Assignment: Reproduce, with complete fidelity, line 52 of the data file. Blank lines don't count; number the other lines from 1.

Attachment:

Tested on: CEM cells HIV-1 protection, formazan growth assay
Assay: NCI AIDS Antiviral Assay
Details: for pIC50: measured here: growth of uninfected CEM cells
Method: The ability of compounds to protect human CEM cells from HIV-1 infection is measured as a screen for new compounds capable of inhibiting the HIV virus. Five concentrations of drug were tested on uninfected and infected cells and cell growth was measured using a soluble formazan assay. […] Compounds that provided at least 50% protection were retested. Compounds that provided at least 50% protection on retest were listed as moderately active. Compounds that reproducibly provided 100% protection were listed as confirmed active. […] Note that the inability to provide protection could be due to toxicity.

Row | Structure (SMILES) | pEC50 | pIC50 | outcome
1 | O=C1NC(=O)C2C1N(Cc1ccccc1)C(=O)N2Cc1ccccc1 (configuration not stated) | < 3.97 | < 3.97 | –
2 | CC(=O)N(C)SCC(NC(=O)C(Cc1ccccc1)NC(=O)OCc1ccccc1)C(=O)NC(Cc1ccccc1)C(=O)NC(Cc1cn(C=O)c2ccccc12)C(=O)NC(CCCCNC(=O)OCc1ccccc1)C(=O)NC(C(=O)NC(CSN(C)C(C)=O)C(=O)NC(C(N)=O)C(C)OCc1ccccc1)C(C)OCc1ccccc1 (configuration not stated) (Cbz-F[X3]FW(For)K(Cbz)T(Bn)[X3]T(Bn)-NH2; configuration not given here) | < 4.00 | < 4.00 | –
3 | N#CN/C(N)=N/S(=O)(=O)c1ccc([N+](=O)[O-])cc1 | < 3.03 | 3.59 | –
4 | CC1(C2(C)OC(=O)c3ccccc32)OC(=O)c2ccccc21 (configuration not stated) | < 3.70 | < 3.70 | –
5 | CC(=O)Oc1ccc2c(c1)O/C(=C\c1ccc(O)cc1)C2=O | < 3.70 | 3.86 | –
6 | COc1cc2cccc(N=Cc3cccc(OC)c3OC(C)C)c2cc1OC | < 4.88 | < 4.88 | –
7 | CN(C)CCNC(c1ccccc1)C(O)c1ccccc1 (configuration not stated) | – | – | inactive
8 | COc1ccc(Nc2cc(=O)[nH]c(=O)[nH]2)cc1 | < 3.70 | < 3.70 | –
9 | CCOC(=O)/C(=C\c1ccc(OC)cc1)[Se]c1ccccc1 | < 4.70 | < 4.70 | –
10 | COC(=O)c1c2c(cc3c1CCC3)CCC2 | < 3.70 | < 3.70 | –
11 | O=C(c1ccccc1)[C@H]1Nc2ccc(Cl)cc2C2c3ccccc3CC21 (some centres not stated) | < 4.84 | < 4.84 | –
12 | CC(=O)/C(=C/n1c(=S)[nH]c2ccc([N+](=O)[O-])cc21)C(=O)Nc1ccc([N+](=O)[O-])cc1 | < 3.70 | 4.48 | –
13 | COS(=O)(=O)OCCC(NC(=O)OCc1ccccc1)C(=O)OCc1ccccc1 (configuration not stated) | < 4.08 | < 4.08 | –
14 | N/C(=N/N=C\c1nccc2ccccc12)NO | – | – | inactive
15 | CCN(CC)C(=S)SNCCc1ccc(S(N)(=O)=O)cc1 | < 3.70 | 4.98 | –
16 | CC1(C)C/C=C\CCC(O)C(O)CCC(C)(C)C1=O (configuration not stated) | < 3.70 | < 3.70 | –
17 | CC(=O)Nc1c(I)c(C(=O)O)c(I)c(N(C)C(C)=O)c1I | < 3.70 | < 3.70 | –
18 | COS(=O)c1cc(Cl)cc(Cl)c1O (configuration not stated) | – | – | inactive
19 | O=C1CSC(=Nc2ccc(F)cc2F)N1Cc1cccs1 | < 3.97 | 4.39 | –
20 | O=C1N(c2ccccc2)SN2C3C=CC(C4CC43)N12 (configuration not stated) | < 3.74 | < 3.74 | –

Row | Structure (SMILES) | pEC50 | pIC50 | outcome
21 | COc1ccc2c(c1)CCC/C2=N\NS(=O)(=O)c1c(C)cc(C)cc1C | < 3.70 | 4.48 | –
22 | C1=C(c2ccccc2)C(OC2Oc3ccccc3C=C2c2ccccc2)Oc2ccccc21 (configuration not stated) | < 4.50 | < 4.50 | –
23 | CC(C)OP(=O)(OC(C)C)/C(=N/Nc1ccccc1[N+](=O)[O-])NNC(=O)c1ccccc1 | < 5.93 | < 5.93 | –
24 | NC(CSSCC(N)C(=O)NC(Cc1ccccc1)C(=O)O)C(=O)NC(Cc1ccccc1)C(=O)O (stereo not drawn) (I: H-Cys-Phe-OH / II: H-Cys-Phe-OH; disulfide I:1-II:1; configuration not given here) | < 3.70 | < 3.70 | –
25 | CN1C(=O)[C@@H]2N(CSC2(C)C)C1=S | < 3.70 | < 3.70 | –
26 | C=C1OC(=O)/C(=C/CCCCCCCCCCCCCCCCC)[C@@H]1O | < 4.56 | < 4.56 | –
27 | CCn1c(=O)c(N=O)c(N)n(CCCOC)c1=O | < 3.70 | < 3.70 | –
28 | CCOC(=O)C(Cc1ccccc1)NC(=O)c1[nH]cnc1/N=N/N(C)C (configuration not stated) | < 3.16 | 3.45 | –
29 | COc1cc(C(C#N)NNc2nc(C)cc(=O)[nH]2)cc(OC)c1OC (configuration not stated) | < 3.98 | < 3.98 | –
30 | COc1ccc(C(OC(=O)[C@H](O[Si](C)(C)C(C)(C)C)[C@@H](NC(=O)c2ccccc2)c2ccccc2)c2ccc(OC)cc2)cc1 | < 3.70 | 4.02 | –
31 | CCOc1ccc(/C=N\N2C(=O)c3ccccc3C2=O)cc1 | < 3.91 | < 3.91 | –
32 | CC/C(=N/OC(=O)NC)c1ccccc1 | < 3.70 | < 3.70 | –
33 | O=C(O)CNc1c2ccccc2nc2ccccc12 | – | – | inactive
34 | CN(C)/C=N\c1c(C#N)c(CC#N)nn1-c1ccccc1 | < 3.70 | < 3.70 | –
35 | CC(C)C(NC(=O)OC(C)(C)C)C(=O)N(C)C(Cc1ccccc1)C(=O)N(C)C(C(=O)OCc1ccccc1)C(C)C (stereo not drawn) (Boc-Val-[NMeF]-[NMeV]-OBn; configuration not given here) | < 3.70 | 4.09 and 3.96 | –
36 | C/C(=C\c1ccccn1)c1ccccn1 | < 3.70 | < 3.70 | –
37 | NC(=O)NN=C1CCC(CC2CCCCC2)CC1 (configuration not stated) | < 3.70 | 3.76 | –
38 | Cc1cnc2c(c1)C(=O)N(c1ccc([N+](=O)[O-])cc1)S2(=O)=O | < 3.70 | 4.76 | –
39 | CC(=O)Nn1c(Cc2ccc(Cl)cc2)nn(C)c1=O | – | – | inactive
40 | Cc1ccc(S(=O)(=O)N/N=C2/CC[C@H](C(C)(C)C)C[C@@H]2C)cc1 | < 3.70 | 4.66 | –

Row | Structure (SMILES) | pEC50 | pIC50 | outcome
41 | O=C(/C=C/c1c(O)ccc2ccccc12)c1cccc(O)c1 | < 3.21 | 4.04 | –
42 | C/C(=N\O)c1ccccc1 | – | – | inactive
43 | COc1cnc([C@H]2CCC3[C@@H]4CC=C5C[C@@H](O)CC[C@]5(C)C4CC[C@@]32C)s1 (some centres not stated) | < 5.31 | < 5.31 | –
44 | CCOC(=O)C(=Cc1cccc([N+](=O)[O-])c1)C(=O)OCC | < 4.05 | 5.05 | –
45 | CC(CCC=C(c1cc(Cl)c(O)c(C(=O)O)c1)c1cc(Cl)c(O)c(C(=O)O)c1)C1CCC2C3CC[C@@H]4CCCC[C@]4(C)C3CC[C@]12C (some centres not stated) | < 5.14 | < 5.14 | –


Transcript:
45 | CC(CCC=C(c1cc(Cl)c(O)c(C(=O)O)c1)c1cc(Cl)c(O)c(C(=O)O)c1)C1CCC2C3CC[C@@H]4CCCC[C@]4(C)C3CC[C@]12C (some centres not stated) | < 5.14 | < 5.14 | –